THE LEAVING DAY is approaching fast and Tui and I are building & dismantling in clouds of sawdust & bookdust respectively. He has made more wonderful shelves and cupboards and the truck is getting more and more nookish by the day. The days here are not at the moment quite what you'd call days.. the darkness of the nighttime gets a little greyer between morning and afternoon and then it's night again! And all the while we are lashed with freezing rain.
Anyhow, from nookish things to bookish things ... I am now sitting amongst stalagmites of books, towering in teetering spires around and about me, and breathing in the floating blankets of dust that have been softly mustering atop the bookedges over time. I think I have selected my most used and treasured and least heavy books for the invitingly lovely bookshelves ready in the wheeled house. Some more good but un-squeezable-inable books will go to my parents' house :) and the last lot ... is for you! Yes.. indeed, I thought that you discerning Hermitage-reading folks would be interested to virtually browse my book shelves and avail yourself of a bargain. There's to be a Hermitage book sale! I have been a book hoarder for a long time, and I have had to be brutal. So there are some great books there .. on such diverting subjects as: tree lore, book arts apprenticeships, elvish, devils, medieval books of hours, runes, nursery rhymes, holy wells, tin whistles, fairground transport, children's book illustrating, fairy tales, anarchism and a plethora of stories...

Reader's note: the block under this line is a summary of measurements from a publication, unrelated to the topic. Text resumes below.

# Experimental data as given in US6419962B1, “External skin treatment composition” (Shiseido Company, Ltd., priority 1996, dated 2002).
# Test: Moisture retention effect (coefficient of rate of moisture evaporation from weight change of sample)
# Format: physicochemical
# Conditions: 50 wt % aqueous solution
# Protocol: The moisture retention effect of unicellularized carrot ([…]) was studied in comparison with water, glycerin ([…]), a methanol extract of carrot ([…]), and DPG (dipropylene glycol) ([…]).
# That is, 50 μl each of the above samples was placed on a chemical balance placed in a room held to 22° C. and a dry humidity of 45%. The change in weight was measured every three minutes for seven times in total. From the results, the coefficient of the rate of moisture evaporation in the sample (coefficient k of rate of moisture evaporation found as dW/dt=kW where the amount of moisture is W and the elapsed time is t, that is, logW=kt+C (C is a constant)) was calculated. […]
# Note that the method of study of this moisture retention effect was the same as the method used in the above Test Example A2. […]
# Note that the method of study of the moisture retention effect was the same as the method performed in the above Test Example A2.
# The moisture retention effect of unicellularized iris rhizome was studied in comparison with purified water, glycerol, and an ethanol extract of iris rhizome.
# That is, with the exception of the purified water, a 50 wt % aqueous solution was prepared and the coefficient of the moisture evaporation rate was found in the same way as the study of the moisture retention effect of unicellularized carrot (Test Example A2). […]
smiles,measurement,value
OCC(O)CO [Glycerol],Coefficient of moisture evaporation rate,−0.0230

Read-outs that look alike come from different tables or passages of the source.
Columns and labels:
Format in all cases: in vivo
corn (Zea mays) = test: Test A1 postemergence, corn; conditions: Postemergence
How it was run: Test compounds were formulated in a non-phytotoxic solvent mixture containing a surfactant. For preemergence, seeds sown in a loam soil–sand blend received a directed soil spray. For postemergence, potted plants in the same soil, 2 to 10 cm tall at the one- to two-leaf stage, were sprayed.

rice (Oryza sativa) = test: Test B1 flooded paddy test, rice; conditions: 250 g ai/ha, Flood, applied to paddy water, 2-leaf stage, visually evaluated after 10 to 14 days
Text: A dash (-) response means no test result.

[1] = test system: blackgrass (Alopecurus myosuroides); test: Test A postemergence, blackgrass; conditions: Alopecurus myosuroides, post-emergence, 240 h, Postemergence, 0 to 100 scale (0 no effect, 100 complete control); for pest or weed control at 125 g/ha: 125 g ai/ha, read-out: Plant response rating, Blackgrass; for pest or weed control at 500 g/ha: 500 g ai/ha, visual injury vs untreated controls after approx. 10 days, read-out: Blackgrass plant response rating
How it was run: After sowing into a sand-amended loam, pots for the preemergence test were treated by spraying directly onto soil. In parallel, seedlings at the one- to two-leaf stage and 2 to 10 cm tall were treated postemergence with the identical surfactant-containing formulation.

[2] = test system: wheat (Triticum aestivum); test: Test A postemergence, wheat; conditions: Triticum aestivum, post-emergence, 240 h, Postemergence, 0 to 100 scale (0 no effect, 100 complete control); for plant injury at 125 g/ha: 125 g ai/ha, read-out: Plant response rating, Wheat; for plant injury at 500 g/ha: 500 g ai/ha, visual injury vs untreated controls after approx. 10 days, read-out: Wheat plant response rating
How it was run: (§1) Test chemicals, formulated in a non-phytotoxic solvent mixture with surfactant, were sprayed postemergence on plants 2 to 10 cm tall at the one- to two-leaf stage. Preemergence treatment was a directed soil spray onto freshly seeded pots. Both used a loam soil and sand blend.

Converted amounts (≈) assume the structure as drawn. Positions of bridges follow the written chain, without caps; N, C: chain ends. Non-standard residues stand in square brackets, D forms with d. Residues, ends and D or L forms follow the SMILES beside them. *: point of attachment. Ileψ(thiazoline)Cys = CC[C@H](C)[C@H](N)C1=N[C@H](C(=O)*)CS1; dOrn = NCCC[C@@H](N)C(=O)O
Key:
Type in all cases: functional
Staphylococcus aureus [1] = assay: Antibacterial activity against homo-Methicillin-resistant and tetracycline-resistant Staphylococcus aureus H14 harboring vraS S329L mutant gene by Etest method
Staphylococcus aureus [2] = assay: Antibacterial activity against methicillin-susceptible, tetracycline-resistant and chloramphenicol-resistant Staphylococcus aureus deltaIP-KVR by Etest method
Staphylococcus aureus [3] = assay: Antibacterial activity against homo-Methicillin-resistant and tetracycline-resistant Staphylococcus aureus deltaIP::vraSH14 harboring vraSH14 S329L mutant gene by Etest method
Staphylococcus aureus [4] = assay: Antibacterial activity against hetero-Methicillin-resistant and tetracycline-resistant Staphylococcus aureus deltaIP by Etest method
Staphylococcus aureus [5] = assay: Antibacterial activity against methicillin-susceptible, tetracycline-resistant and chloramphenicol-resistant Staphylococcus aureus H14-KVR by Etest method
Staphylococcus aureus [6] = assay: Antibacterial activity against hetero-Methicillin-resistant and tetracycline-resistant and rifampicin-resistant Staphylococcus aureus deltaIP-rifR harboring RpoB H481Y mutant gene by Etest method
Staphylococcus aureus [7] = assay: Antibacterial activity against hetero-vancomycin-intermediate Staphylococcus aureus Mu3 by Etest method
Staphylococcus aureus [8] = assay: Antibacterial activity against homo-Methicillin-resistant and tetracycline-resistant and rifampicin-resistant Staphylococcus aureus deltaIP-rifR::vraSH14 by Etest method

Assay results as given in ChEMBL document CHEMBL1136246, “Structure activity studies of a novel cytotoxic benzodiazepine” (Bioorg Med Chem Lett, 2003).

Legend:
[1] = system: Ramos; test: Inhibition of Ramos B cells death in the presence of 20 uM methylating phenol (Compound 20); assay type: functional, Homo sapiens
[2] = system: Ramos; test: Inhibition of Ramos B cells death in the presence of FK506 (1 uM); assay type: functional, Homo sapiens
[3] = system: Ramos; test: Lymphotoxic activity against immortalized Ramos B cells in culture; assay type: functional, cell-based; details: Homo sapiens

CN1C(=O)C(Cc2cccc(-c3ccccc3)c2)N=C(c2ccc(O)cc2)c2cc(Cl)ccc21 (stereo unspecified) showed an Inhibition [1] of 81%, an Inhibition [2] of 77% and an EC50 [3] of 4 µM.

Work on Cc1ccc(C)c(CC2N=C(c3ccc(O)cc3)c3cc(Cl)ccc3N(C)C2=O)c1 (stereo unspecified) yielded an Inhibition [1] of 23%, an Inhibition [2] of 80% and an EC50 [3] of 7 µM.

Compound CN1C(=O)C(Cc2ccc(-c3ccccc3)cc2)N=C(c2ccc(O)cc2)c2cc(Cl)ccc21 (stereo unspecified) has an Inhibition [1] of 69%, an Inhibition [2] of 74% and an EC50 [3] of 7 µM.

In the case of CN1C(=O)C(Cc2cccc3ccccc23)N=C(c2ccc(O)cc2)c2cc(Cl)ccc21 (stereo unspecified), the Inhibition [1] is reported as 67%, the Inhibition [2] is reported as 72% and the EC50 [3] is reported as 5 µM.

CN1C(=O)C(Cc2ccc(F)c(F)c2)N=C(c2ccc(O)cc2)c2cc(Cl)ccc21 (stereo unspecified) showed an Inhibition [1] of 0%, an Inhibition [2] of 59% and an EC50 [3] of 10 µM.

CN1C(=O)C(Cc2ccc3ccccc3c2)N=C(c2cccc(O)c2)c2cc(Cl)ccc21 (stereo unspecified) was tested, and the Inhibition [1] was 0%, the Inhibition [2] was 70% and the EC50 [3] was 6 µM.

I have put the books all on one long page, in sections by subject. And the sale can be found by clicking on that there rusty book sign to the below right. As soon as a book is bought, I'll remove the paypal button, but if two people should buy the same book whilst I am sleeping, I'll send it to whoever got it first, and I'll refund the unlucky one! If anyone can suggest a more hi-tech way of dealing with this problem I'd be grateful, but as it is I have spent two days listing everything on here... I'd love to write a little something about each book, but I think I might be going crosseyed with the effort.
Just imagine yourself standing in one of those old rickety-shelved second hand bookshops in cathedral towns where the proprietor is reading a tea-stained newspaper and customers shuffle past each other apologetically peering up and down the bookspines. There'll be a spiral staircase up or down to a chilly room with even more interesting and obscure books in difficult piles and a damp anorak draped over the radiator. To leave, you'll have to cough quietly, step around many boxes of unpacked unshelved books (possibly from the houses of dead people), and you'll emerge into the day having left a substantial number of hours behind, wedged between the yellowed pages of silverfish-nibbled academia.